It’s a Struggle…

Honestly, it is hard at times to be positive about having cancer. I can compartmentalize most of the time and I do. But then when labs come in and you have to face the reality it is hard.

I was diagnosed with Multiple Myeloma in 2005, had the autologous transplant in 2006. I know how lucky I am to even still be here but it doesn’t make it easier. I relapsed in 2010 and actually did great on Revlimid ( aside from it causing severe IBS) for 5 years and then that stopped working. My kappa light chains went up to almost 1100mg/L so pretty high and my ratio was way up at 92mg/L. Velcade or bortezomib is a proteasome inhibitor and worked astonishing well. Within 2 cycles my numbers were almost in the normal range. And that has lasted 4 whole years.

I have no complaints. But the reality is now my numbers are increasing exponentially and I have to deal with it. With my new numbers, I still think it will be January 2021 when I restart Velcade. Since I get my labs every 8 weeks that puts me at the beginning of December, with a doctor visit by the end of the month and then a start date. Velcade means weekly trips to the infusion center. It’s 3 weeks on 1 week off.

It’s depressing but the fact remains I have a cancer that goes in to remission and then re-emerges. It’s never going to disappear. Don’t get me wrong, I am exceedingly fortunate not to be dead from this already, so it’s really just a matter of buck up and deal with it. So many cyber friends with myeloma are long gone with very aggressive myeloma. Mine is always there but so far hasn’t been aggressive.

So here’s the numbers:

Kappa light chains at up from 239.2mg/L

Lambda light chains at 11.2mg/L up from 10.2mg/L

ratio of the two at 34.11 mg/L up from 23.2

M-protein( SPEP) .4 up from .3

Well, blood doesn’t lie so there it is in black and white. The cancer cells are on the march.

Give me a few days and I’ll be okay with it and be ready to reset. Plus, after thinking about it, I wouldn’t want to start anything till after the holidays so there’s that as well. I’ll see what he thinks when I see him at the end of the month.

9 thoughts on “It’s a Struggle…

  1. I think you have an exceptionally positive attitude dealing with the cards you’ve been dealt, and there’s nothing wrong with taking time to adjust to news.

    Sending you lots of healthy thoughts & good wishes.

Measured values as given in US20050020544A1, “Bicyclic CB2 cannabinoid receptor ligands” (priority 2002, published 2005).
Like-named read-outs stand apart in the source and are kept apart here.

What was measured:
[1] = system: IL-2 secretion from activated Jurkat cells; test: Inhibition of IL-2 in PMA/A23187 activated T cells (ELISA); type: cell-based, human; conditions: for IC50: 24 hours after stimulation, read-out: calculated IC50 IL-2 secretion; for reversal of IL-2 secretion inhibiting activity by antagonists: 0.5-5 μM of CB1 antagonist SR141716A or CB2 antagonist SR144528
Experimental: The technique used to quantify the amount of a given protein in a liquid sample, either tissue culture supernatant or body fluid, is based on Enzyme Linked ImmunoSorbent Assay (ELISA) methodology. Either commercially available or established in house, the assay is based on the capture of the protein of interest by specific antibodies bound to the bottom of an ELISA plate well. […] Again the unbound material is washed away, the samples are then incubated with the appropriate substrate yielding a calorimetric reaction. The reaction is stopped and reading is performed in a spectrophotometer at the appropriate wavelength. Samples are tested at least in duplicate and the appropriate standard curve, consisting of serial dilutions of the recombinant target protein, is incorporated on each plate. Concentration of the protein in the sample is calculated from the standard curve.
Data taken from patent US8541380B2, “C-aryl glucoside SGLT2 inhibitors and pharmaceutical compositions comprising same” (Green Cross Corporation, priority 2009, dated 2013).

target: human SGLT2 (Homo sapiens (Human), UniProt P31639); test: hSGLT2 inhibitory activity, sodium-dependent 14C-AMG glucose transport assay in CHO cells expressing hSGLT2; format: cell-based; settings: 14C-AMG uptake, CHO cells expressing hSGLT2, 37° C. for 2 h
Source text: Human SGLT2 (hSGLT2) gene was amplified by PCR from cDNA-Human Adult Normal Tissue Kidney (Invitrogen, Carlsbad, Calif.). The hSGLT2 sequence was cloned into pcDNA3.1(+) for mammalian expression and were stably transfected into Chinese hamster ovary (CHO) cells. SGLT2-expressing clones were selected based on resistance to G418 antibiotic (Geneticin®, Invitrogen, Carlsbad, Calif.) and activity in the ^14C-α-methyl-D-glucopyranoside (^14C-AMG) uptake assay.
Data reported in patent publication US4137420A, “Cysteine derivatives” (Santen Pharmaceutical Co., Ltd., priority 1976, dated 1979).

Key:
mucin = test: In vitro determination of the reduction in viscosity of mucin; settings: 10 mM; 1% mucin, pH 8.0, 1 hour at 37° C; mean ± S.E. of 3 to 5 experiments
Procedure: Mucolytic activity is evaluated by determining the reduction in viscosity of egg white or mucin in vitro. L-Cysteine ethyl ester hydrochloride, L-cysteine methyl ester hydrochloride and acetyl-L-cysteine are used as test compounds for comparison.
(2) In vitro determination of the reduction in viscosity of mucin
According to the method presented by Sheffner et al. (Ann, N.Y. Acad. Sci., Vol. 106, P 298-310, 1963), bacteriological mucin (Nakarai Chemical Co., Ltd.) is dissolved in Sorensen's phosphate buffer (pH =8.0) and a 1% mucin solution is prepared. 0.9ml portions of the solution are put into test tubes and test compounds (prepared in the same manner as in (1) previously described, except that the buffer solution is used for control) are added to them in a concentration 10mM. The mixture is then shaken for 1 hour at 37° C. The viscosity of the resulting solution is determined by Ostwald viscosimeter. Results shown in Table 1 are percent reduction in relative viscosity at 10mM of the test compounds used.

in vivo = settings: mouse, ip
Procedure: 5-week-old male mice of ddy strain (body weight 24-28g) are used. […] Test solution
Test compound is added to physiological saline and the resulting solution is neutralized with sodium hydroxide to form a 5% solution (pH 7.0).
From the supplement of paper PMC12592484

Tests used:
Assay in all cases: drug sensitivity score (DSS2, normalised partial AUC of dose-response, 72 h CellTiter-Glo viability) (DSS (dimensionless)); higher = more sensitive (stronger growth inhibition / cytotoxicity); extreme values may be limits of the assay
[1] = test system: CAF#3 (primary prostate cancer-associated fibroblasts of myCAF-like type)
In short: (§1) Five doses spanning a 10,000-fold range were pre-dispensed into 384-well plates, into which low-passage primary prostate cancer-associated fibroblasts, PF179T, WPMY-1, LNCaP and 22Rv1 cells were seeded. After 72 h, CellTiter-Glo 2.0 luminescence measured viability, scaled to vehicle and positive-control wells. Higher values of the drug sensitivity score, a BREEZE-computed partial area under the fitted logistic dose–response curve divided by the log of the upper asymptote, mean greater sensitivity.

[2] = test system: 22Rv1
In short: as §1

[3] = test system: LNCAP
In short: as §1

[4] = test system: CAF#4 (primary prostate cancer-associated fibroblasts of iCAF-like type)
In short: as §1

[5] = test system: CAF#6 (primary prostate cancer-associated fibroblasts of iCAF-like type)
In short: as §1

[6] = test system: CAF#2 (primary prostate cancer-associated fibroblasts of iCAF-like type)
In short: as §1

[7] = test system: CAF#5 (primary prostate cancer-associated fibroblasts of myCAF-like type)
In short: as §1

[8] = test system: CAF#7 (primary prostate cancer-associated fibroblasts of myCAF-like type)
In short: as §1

2. I think you handle it all amazingly well. It must be hard to see those numbers going up. Sending you a hug and some positive thoughts.
    Take care

  3. I’m sorry you are seeing your numbers go up again and it is so understandable that it is hard to be positive right now. I’m glad to hear there is further treatment available and send you best wishes for success with it.

    • Yes, I still have lots of treatment options but because Velcade worked so well and it’s been 4 years, usually doctors go back to the previous treatment if it worked! Thanks for the good thoughts.

      • I have no idea of the costs of treatment so this might be off-target – here in the UK us ordinary people pay our taxes and get health services for free – eventually, or in the case of covid-19, perhaps too late to make a difference. (The rich avoid paying any taxes and get their health care privately without having to wait and have their personal assistant deal with all the boring money issues).

        I am rambling…ixazomib? box of tablets to take at home (and keep in a safe – these things are not cheap!) rather than a stab in the tummy at a hospital?

        And the missis sends a hug (she is on subcutaneous daratumumab maintenance – and happily NO DEX or anything else).

      • Hey Miles, nice to hear from you. Pills like Revlimid would be considered a Tier 5 drug and would be enormously expensive on just the Part D plan of Medicare. But getting the Velcade shot at the clinic is covered 100% by medicare so that’s the way to go. Previously, when I was on Revlimid, I was still on my husband’s work insurance so it was covered except for the $30 co-pay. ( Revlimid these days runs about $14,000 a month. BTW, I didn’t know dara had a subcutaneous shot.

  4. Some days are just so, so hard, and if you give in to them on occasion, I think that is a grace we need to allow ourselves. What I do generally experience, thankfully, is that the sadness or fear or anxiety does generally lift, and I am ever so thankful for that. I hope you find it works the same for you, Chris.

    Take care.

Leave a Reply

Fill in your details below or click an icon to log in: Logo

You are commenting using your account. Log Out /  Change )

Facebook photo

You are commenting using your Facebook account. Log Out /  Change )

Connecting to %s